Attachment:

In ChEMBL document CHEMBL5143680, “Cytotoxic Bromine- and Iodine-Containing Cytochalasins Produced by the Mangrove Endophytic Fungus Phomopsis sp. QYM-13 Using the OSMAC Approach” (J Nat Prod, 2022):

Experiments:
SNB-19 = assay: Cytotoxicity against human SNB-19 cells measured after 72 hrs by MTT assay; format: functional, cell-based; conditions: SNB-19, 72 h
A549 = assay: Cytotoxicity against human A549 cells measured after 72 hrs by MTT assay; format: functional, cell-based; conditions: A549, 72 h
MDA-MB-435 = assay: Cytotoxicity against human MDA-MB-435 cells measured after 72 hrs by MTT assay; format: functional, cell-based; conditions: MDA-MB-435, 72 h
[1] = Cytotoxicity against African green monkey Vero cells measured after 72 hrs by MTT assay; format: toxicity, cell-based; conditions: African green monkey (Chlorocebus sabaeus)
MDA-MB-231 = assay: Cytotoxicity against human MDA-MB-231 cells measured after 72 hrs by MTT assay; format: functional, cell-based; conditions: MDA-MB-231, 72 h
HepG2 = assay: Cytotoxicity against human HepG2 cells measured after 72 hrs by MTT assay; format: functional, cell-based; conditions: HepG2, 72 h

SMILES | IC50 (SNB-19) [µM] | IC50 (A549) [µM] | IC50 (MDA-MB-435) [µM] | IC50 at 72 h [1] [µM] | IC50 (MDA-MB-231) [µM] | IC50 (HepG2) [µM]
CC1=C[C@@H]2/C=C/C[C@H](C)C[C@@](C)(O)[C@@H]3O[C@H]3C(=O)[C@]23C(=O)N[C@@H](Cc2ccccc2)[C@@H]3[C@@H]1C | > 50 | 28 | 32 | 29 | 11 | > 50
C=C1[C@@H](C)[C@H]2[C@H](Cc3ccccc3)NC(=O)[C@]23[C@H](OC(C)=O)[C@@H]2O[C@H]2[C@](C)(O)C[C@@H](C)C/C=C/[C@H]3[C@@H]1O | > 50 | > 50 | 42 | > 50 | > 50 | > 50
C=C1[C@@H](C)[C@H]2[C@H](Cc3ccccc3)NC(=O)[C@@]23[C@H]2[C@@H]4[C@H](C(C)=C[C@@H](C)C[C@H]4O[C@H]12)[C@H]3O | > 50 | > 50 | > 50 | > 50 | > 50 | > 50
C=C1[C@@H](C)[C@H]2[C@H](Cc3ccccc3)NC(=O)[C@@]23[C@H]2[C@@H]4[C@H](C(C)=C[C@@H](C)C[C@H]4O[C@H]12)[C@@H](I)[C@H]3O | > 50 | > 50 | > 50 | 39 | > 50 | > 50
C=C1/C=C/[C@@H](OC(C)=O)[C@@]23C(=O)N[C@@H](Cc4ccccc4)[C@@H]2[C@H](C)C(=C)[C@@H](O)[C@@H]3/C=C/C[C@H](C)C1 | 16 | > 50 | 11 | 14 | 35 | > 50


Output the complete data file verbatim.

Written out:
In ChEMBL document CHEMBL5143680, “Cytotoxic Bromine- and Iodine-Containing Cytochalasins Produced by the Mangrove Endophytic Fungus Phomopsis sp. QYM-13 Using the OSMAC Approach” (J Nat Prod, 2022):

Experiments:
SNB-19 = assay: Cytotoxicity against human SNB-19 cells measured after 72 hrs by MTT assay; format: functional, cell-based; conditions: SNB-19, 72 h
A549 = assay: Cytotoxicity against human A549 cells measured after 72 hrs by MTT assay; format: functional, cell-based; conditions: A549, 72 h
MDA-MB-435 = assay: Cytotoxicity against human MDA-MB-435 cells measured after 72 hrs by MTT assay; format: functional, cell-based; conditions: MDA-MB-435, 72 h
[1] = Cytotoxicity against African green monkey Vero cells measured after 72 hrs by MTT assay; format: toxicity, cell-based; conditions: African green monkey (Chlorocebus sabaeus)
MDA-MB-231 = assay: Cytotoxicity against human MDA-MB-231 cells measured after 72 hrs by MTT assay; format: functional, cell-based; conditions: MDA-MB-231, 72 h
HepG2 = assay: Cytotoxicity against human HepG2 cells measured after 72 hrs by MTT assay; format: functional, cell-based; conditions: HepG2, 72 h

SMILES | IC50 (SNB-19) [µM] | IC50 (A549) [µM] | IC50 (MDA-MB-435) [µM] | IC50 at 72 h [1] [µM] | IC50 (MDA-MB-231) [µM] | IC50 (HepG2) [µM]
CC1=C[C@@H]2/C=C/C[C@H](C)C[C@@](C)(O)[C@@H]3O[C@H]3C(=O)[C@]23C(=O)N[C@@H](Cc2ccccc2)[C@@H]3[C@@H]1C | > 50 | 28 | 32 | 29 | 11 | > 50
C=C1[C@@H](C)[C@H]2[C@H](Cc3ccccc3)NC(=O)[C@]23[C@H](OC(C)=O)[C@@H]2O[C@H]2[C@](C)(O)C[C@@H](C)C/C=C/[C@H]3[C@@H]1O | > 50 | > 50 | 42 | > 50 | > 50 | > 50
C=C1[C@@H](C)[C@H]2[C@H](Cc3ccccc3)NC(=O)[C@@]23[C@H]2[C@@H]4[C@H](C(C)=C[C@@H](C)C[C@H]4O[C@H]12)[C@H]3O | > 50 | > 50 | > 50 | > 50 | > 50 | > 50
C=C1[C@@H](C)[C@H]2[C@H](Cc3ccccc3)NC(=O)[C@@]23[C@H]2[C@@H]4[C@H](C(C)=C[C@@H](C)C[C@H]4O[C@H]12)[C@@H](I)[C@H]3O | > 50 | > 50 | > 50 | 39 | > 50 | > 50
C=C1/C=C/[C@@H](OC(C)=O)[C@@]23C(=O)N[C@@H](Cc4ccccc4)[C@@H]2[C@H](C)C(=C)[C@@H](O)[C@@H]3/C=C/C[C@H](C)C1 | 16 | > 50 | 11 | 14 | 35 | > 50